With musculoskeletal disorders being one of the most frequent reasons for lost or restricted worktime according to the Occupational Safety and Health Administration (OSHA), these ailments account for about 70 million visits to the doctor in the US every year, according to the Centers for Disease Control and Prevention (CDC). With this in mind, EHS professionals must take all measures to protect their employees and keep them safe.  

OSHA has recommended a process to be put in place to help reduce ergonomic risks and hazards, with the following key factors: 

  • Support from senior management: Senior leaders must be heavily invested in this process and help to craft and communicate the goals for this initiative with the organization.  
  • Worker involvement: Ask employees for help identifying ergonomic hazards on-site and implementing corrective actions that can be put in place to mitigate risks. They can also assist in evaluating the efficacy of corrective actions made during the process.  
  • Training opportunities: The workforce must be given training concerning the importance of ergonomics in the workplace, how to identify such risks, and the need to report symptoms early.  
  • Early reporting of symptoms: Serious injuries and lost time can be avoided if workers report symptoms early so corrective actions can be taken to alleviate any stress or strain. This can also help when identifying risks to uncover hidden hazards.  
  • Solutions to control hazards:  Once all hazards are identified, solutions must be put in place to help minimize risks.  
  • Periodic evaluation of progress: The ergonomics process must be assessed at regular intervals to uncover any gaps and find opportunities for improvement. This is a continuous process which will help the organization reduce ergonomic injuries year after year.  

Avoiding Ergonomic Issues and Problems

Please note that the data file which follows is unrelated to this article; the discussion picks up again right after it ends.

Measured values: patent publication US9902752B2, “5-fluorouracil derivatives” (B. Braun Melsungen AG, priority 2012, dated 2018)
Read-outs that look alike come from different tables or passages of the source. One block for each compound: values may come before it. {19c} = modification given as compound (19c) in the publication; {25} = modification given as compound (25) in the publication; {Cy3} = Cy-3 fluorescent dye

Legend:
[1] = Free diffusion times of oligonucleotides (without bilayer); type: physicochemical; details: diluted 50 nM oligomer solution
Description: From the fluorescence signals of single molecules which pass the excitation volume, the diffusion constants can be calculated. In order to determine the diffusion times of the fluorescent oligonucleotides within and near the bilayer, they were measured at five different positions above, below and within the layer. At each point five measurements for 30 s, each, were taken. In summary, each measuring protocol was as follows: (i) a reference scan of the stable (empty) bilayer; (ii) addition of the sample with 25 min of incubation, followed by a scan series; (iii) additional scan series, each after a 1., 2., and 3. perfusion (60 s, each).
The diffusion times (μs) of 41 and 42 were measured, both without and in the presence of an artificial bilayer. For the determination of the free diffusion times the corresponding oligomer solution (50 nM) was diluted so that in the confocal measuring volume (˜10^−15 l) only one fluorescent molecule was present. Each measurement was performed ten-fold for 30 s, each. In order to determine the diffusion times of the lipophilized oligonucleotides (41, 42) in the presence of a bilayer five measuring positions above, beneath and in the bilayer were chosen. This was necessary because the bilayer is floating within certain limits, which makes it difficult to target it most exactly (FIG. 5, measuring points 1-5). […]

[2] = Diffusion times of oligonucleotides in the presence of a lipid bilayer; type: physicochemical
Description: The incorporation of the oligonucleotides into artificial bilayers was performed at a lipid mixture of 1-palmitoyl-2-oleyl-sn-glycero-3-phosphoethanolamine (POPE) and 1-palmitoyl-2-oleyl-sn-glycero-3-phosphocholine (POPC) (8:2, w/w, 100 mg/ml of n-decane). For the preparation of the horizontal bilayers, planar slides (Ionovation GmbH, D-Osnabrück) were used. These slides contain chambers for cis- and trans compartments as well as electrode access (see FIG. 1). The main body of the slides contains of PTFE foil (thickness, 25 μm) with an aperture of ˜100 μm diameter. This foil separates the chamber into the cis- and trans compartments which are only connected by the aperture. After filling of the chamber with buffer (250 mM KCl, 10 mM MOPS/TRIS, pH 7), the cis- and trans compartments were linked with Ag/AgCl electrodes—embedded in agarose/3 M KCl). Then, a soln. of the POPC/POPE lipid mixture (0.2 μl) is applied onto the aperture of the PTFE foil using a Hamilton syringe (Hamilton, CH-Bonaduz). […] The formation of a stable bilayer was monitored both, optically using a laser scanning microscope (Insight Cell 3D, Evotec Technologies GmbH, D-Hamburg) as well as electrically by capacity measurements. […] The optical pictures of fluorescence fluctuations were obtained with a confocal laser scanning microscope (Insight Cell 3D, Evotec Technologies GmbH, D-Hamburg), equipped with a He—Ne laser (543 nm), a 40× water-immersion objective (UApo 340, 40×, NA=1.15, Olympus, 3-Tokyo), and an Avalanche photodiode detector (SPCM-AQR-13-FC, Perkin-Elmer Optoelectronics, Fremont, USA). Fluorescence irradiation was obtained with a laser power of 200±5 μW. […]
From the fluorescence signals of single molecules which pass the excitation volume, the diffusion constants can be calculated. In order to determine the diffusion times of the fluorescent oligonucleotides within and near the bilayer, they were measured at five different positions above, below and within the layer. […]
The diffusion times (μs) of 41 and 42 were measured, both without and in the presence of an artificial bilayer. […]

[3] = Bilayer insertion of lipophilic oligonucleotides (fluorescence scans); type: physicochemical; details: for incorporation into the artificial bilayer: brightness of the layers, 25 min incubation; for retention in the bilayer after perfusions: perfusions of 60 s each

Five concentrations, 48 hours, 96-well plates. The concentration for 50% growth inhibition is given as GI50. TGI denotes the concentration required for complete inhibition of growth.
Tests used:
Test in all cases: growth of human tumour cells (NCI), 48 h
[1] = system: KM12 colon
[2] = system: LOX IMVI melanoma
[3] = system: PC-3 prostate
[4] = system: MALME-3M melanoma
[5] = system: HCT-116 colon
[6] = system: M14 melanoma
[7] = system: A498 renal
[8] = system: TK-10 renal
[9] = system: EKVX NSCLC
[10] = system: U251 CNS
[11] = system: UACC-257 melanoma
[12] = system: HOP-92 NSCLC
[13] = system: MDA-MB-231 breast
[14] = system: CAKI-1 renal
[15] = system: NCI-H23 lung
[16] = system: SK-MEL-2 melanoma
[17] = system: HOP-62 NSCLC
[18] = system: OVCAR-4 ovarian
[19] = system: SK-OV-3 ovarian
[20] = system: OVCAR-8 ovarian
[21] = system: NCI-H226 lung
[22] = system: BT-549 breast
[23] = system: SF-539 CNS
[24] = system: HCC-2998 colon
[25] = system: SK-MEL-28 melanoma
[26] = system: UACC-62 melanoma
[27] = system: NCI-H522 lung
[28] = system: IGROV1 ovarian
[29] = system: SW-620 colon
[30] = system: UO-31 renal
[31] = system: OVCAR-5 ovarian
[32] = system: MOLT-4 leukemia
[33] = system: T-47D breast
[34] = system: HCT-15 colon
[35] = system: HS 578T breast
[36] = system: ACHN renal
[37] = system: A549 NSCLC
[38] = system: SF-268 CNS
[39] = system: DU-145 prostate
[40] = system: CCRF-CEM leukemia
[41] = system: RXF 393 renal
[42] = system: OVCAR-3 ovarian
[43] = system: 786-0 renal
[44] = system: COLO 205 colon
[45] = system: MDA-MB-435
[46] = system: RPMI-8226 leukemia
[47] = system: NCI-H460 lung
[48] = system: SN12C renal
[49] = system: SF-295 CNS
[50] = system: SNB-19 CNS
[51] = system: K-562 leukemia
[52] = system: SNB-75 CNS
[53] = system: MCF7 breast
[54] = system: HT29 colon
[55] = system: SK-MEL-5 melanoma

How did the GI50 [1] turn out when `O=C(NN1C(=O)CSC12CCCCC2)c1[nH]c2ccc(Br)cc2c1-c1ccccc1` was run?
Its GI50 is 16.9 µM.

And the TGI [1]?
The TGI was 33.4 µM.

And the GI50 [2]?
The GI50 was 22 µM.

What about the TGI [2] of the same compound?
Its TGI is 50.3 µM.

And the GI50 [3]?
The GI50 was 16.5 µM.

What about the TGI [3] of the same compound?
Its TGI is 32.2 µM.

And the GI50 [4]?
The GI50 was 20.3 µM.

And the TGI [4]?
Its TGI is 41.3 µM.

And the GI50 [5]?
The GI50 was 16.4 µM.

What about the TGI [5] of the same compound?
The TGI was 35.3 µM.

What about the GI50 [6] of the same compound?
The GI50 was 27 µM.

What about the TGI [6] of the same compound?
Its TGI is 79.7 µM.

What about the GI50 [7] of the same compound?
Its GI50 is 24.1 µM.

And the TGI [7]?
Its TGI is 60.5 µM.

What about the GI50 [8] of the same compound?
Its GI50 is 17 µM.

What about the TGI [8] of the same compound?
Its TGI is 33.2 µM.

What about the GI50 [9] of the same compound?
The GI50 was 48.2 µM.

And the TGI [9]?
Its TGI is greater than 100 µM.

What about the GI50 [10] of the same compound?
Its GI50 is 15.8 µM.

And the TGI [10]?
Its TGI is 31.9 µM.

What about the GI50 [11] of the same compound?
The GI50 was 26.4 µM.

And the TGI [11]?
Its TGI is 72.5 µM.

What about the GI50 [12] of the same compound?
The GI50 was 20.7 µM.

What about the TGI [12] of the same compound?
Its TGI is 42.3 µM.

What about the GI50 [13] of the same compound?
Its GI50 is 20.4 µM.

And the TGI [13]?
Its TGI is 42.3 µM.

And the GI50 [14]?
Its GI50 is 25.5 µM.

Once your ergonomics process is put in place, begin by conducting an ergonomics hazard assessment on-site. This is one of the most effective ways to identify possible hazards.  

According to OSHA, EHS professionals should consider certain factors such as whether workers have been diagnosed with common ergonomic injuries, if they perform repetitive tasks or ones which require awkward positions or postures, and whether high impact or vibration inducing tools are used regularly. It’s important to evaluate every job task for specific ergonomics risks and implement corrective actions to reduce them.  

This is also a great opportunity to encourage worker involvement to provide any feedback. If feedback is received, assess it and consider conducting a job specific assessment to gauge the posture and movements carried out by the employee while completing the task.  

Consider using OSHA’s Ergonomic Assessment Checklist to help you conduct your hazard assessments on-site. Tracking this digitally can help streamline your processes and save time.  

Reducing ergonomic risks on-site can help avoid unnecessary injuries at the workplace. We want to do what we can to help keep your workforce safe with our suite of safety solutions. Fill out the form below or speak to one of our safety experts to discover more.